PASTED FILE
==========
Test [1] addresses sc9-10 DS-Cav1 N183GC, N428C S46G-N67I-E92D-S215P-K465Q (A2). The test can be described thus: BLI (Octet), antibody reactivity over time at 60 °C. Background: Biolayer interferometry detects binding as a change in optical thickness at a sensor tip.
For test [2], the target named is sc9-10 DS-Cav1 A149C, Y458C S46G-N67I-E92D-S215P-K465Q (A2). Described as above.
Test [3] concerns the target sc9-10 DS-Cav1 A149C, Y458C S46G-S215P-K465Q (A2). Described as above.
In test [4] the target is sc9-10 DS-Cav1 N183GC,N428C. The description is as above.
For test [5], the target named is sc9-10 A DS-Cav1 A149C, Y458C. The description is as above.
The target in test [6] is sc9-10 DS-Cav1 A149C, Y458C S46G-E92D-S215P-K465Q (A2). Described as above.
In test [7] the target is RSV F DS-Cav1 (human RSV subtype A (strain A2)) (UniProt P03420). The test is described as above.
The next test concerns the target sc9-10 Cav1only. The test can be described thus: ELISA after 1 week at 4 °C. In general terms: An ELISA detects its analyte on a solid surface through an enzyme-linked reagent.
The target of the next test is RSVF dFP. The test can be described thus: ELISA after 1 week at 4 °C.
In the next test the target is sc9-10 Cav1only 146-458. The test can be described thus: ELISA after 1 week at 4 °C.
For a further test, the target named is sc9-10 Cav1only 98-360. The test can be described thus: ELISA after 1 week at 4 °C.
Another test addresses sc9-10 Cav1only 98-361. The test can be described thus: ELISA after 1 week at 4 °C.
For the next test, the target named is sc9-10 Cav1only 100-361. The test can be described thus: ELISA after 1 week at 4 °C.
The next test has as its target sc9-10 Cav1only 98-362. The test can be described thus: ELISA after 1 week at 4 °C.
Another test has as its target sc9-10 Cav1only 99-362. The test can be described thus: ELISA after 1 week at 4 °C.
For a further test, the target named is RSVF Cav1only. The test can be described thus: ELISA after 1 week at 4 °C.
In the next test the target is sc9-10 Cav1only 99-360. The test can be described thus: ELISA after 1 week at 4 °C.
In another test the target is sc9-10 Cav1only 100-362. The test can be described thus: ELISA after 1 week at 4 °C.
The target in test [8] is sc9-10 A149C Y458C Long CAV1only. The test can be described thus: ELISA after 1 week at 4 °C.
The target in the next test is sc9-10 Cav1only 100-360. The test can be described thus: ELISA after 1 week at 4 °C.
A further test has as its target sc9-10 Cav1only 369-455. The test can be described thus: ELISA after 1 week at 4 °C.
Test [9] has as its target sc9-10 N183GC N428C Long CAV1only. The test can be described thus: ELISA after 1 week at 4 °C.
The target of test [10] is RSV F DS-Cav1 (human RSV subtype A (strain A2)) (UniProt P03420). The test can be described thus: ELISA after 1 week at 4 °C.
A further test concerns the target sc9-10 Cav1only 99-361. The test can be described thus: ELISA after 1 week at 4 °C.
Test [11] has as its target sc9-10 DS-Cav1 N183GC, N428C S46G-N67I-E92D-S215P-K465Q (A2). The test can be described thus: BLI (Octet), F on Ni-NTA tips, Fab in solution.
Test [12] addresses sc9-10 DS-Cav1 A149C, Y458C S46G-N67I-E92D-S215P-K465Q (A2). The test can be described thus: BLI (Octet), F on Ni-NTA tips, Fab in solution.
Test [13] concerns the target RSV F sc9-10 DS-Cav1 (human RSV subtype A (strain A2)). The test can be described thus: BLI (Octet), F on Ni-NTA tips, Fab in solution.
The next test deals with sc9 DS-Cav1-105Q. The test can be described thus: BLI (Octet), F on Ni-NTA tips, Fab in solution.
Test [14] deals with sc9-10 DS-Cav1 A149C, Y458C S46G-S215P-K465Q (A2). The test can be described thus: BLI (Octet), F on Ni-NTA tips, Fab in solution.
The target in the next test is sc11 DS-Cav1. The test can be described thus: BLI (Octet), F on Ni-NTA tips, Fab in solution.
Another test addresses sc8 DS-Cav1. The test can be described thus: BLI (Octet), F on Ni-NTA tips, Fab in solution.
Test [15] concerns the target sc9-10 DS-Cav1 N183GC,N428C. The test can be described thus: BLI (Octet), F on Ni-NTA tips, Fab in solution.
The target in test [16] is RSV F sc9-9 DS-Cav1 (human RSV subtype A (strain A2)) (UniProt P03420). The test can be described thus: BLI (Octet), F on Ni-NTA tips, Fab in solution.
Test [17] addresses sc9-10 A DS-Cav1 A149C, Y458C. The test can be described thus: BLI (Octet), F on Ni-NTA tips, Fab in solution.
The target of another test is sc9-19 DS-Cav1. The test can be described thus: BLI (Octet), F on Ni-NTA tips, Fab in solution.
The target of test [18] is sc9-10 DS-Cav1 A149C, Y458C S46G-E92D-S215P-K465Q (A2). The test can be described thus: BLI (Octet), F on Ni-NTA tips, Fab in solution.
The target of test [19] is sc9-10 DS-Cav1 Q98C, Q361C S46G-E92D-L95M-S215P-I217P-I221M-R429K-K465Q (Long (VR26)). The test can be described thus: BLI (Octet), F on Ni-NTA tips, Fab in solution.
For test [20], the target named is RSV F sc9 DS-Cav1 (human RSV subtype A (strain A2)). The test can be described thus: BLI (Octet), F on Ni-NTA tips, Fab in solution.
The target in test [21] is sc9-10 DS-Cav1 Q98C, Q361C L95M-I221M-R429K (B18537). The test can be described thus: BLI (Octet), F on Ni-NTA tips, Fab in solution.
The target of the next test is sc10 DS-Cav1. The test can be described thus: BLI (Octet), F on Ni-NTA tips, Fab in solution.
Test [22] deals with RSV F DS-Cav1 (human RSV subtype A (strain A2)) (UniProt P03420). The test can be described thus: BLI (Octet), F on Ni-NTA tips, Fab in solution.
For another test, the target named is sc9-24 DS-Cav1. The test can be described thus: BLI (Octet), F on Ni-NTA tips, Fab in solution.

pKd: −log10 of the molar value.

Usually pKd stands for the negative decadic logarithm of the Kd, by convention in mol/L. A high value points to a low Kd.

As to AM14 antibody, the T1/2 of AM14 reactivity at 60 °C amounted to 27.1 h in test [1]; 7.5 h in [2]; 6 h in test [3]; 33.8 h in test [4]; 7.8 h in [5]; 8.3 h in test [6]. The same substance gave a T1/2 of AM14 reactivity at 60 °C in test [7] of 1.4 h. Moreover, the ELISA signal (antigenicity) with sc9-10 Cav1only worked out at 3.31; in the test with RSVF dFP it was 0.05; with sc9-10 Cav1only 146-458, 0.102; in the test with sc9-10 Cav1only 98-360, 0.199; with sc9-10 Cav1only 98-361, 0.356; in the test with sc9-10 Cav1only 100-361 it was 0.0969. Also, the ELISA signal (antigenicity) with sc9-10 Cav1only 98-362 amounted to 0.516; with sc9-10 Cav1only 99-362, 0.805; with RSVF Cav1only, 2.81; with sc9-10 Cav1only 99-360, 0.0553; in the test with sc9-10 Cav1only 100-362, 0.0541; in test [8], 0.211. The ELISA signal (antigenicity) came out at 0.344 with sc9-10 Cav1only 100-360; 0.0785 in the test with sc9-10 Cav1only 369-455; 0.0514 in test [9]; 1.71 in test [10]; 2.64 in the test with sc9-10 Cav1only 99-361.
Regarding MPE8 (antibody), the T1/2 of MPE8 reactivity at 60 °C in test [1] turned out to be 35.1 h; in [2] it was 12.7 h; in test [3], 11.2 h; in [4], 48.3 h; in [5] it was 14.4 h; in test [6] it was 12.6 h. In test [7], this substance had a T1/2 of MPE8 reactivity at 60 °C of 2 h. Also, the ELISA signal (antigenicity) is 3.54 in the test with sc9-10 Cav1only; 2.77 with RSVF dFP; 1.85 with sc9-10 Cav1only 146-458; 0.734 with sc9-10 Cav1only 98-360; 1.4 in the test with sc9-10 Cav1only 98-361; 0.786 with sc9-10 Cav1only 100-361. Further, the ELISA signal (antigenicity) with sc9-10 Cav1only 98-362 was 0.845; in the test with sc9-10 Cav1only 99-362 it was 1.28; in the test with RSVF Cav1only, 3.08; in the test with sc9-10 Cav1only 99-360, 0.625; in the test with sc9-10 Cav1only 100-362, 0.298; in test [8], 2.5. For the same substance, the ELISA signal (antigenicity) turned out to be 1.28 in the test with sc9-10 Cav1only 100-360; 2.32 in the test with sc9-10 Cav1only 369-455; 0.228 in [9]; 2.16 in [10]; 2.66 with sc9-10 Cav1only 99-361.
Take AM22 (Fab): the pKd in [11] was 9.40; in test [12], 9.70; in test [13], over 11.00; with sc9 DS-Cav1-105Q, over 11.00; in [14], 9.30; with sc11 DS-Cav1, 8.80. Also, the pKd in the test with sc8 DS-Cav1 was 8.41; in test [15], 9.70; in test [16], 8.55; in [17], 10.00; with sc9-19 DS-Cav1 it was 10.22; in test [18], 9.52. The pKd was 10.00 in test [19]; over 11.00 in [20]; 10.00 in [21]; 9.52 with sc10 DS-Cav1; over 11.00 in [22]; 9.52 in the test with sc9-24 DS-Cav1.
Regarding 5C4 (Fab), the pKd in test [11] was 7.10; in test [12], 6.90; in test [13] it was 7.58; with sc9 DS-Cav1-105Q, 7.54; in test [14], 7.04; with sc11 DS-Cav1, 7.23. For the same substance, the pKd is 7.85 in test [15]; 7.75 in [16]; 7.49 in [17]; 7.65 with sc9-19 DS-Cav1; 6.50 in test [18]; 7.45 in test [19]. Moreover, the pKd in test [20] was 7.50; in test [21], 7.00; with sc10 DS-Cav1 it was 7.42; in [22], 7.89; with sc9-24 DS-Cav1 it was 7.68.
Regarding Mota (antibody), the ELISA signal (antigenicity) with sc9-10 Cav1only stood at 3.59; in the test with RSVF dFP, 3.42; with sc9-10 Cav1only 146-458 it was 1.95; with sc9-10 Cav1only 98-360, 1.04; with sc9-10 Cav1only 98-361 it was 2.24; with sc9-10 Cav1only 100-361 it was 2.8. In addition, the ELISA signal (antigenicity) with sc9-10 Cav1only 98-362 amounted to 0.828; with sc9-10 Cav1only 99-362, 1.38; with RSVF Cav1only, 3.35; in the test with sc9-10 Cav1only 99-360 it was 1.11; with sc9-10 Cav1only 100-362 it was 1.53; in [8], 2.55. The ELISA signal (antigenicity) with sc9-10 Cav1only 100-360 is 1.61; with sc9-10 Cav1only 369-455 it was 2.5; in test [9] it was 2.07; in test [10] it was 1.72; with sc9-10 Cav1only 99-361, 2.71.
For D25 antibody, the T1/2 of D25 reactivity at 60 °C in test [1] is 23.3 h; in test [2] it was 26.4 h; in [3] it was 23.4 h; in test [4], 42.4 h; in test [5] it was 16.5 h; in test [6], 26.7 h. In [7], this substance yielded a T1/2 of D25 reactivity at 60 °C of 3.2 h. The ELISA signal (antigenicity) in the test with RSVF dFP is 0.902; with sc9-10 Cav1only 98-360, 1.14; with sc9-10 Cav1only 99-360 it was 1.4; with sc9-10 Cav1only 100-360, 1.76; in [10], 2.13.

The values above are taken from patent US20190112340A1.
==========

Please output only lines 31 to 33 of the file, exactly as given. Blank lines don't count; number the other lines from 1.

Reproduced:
Another test addresses sc8 DS-Cav1. The test can be described thus: BLI (Octet), F on Ni-NTA tips, Fab in solution.
Test [15] concerns the target sc9-10 DS-Cav1 N183GC,N428C. The test can be described thus: BLI (Octet), F on Ni-NTA tips, Fab in solution.
The target in test [16] is RSV F sc9-9 DS-Cav1 (human RSV subtype A (strain A2)) (UniProt P03420). The test can be described thus: BLI (Octet), F on Ni-NTA tips, Fab in solution.